Having worked for Planned Parenthood for close to four years, here are a few things I wish I could scream from the rooftops for every vagina-carrying human to hear:

1. Douching is bad for you and can cause the symptoms you’re trying to avoid!

We’ve all seen the boxes of Summer’s Eve tucked between the maxi-pads and pregnancy tests on our local pharmacy shelves. I’ve even seen advertisements that suggest vaginal douching will give a woman the confidence she needs to ask for a raise at work (what the hell?) I’ve heard women say their mothers douched, so they do it themselves. They’ve heard it makes them clean, or that it makes them smell good (with blatant implication that the natural odor is foul). Some do it every so often, while others integrate it into their sexual health routine more frequently. Regardless of the frequency of douching, please do yourself a favor and STOP! Douching, specifically with any agents that contain a fragrance, can drastically alter the natural balance of vaginal flora and acidity needed to self-regulate. Women who douche frequently are more susceptible to vaginal irritation, bacterial vaginosis, STIs, yeast infection or Pelvic Inflammatory Disease (PID). Same can be true for scented soaps and tampons … your temple smells fine the way it is, keep the perfumes outta there!

(**In some rare instances a medical professional may advise douching with water or other banal substance, in which case err on the side of your trusted health care advisor).

2. Healthy vaginas do not smell like fish or any other aquatic sea life!

There is a cultural myth that vaginas smell bad, specifically “fishy.” This myth has been further circulated within our society by some pretty off-color jokes (a blind man and a fish market…) which, while funny to those telling it, can often lead to reinforcing insecurities within women about their bodies. In a culture as dually sexually repressed and exploited as ours, it’s no wonder that this notion reigns “true” in the public arena. I can’t think of anyone else beside my P.P. family who would go toe to toe to argue the damaging ramifications of such a sexist joke as the punch line is delivered, so how else do we stop these dangerous lies from spreading? My thought is: education.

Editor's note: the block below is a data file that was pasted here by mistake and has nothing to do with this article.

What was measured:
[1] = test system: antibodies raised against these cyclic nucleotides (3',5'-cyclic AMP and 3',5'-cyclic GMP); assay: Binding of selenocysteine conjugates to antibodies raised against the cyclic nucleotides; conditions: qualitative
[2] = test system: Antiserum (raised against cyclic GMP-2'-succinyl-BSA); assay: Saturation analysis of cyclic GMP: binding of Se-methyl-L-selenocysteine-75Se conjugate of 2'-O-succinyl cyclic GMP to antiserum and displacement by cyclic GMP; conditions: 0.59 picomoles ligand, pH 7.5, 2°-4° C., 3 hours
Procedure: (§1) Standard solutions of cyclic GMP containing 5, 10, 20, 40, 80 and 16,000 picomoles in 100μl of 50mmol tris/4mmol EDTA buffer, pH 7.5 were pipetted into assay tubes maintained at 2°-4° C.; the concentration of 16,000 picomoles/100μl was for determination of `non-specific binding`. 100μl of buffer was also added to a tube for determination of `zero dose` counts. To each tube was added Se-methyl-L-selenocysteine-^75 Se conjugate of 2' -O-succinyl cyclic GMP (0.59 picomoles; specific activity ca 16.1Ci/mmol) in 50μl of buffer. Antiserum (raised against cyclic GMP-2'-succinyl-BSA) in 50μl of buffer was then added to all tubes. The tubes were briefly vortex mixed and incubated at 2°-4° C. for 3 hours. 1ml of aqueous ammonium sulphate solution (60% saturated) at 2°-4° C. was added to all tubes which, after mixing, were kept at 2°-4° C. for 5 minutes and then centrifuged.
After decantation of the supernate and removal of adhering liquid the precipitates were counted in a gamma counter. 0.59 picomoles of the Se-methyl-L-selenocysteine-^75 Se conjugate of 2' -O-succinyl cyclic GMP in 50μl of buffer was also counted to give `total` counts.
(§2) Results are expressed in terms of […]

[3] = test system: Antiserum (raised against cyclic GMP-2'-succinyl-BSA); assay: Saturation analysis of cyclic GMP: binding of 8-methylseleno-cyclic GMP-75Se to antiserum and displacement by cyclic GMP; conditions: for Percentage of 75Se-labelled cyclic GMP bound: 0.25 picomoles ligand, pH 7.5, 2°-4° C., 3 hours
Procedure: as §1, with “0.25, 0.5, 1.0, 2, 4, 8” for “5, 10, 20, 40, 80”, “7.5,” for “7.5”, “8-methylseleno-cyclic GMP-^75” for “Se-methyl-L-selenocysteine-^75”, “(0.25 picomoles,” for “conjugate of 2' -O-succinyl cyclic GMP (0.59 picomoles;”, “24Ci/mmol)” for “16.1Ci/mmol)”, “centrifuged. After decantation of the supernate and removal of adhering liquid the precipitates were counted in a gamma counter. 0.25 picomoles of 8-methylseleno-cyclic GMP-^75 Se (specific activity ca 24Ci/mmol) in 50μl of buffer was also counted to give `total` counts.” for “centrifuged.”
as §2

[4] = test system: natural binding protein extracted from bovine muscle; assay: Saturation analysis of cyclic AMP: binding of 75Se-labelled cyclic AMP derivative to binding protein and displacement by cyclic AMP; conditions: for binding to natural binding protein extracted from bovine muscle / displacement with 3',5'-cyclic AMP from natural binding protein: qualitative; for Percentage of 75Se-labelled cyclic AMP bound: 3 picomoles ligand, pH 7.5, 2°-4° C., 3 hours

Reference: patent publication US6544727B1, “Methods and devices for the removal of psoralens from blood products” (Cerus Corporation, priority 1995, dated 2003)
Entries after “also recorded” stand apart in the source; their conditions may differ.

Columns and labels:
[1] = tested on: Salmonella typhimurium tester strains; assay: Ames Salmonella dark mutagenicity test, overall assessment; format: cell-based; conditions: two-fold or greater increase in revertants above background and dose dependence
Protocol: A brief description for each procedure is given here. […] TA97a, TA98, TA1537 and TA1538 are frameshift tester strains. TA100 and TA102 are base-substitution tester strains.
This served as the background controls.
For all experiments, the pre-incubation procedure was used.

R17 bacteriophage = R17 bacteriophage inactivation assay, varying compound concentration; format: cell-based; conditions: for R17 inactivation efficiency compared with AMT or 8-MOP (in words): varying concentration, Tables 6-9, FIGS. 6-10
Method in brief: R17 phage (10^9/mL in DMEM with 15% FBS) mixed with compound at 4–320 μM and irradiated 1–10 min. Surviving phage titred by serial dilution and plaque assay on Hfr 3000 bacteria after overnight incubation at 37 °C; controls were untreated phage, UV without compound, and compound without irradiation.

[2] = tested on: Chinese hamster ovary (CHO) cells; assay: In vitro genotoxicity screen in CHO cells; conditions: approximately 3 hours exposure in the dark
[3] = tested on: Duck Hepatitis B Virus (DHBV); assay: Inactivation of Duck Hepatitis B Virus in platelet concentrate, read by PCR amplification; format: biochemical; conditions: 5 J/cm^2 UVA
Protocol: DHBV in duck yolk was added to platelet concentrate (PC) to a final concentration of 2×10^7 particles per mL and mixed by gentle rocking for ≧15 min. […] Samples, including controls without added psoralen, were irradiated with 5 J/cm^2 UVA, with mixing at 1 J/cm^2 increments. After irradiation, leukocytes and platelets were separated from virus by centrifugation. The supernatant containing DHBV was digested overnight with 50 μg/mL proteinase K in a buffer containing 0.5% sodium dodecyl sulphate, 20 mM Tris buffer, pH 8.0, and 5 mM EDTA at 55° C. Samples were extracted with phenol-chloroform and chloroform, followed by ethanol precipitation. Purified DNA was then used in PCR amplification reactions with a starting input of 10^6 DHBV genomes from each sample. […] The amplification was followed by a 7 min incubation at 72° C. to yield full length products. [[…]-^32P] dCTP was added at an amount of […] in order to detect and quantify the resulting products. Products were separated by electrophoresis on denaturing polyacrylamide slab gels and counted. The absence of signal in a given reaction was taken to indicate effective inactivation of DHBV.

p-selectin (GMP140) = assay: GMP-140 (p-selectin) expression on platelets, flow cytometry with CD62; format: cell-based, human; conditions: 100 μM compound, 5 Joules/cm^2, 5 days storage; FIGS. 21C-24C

3. Vaginas are independent: When left alone they can clean and manage themselves just fine!

The Vagina, as stated, is a self-sustaining organ that naturally produces bacteria and acids that cleans itself. It also produces a clear or whitish, generally odorless (sometimes acidic), itchless discharge that can increase and decrease in quantity as the menstrual cycle (28 days) changes. If you’re on a hormonal birth control method, your discharge may differ when on it from your non-hormonal cycles, as ovulation (releasing of the egg from the ovary) may increase discharge for a few days. Sexual arousal can also increase vaginal discharge, as your vagina naturally lubricates (though adding a fragrance-free water-based lubricant can help prevent tearing of condoms).